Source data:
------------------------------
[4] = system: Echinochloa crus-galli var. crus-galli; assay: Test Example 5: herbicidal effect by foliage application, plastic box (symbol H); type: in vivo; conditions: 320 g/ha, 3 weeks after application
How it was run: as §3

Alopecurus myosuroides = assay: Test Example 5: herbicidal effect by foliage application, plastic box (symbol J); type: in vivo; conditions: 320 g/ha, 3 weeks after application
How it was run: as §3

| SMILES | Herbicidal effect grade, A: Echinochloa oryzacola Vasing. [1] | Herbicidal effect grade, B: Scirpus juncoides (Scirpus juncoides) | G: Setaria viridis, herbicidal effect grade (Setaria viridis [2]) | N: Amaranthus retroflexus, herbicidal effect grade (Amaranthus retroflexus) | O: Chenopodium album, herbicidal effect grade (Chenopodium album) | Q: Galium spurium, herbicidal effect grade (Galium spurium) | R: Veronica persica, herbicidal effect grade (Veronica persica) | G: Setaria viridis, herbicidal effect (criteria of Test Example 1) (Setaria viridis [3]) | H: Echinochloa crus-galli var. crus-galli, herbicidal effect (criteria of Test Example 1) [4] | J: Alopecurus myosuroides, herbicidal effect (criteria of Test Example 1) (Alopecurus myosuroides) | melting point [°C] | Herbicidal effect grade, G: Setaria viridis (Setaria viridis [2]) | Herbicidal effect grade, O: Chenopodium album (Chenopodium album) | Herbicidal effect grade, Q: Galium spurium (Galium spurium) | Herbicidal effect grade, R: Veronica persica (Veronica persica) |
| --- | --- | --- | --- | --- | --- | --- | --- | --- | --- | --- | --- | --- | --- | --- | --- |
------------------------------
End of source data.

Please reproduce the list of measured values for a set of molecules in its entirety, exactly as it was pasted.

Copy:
[4] = system: Echinochloa crus-galli var. crus-galli; assay: Test Example 5: herbicidal effect by foliage application, plastic box (symbol H); type: in vivo; conditions: 320 g/ha, 3 weeks after application
How it was run: as §3

Alopecurus myosuroides = assay: Test Example 5: herbicidal effect by foliage application, plastic box (symbol J); type: in vivo; conditions: 320 g/ha, 3 weeks after application
How it was run: as §3

| SMILES | Herbicidal effect grade, A: Echinochloa oryzacola Vasing. [1] | Herbicidal effect grade, B: Scirpus juncoides (Scirpus juncoides) | G: Setaria viridis, herbicidal effect grade (Setaria viridis [2]) | N: Amaranthus retroflexus, herbicidal effect grade (Amaranthus retroflexus) | O: Chenopodium album, herbicidal effect grade (Chenopodium album) | Q: Galium spurium, herbicidal effect grade (Galium spurium) | R: Veronica persica, herbicidal effect grade (Veronica persica) | G: Setaria viridis, herbicidal effect (criteria of Test Example 1) (Setaria viridis [3]) | H: Echinochloa crus-galli var. crus-galli, herbicidal effect (criteria of Test Example 1) [4] | J: Alopecurus myosuroides, herbicidal effect (criteria of Test Example 1) (Alopecurus myosuroides) | melting point [°C] | Herbicidal effect grade, G: Setaria viridis (Setaria viridis [2]) | Herbicidal effect grade, O: Chenopodium album (Chenopodium album) | Herbicidal effect grade, Q: Galium spurium (Galium spurium) | Herbicidal effect grade, R: Veronica persica (Veronica persica) |
| --- | --- | --- | --- | --- | --- | --- | --- | --- | --- | --- | --- | --- | --- | --- | --- |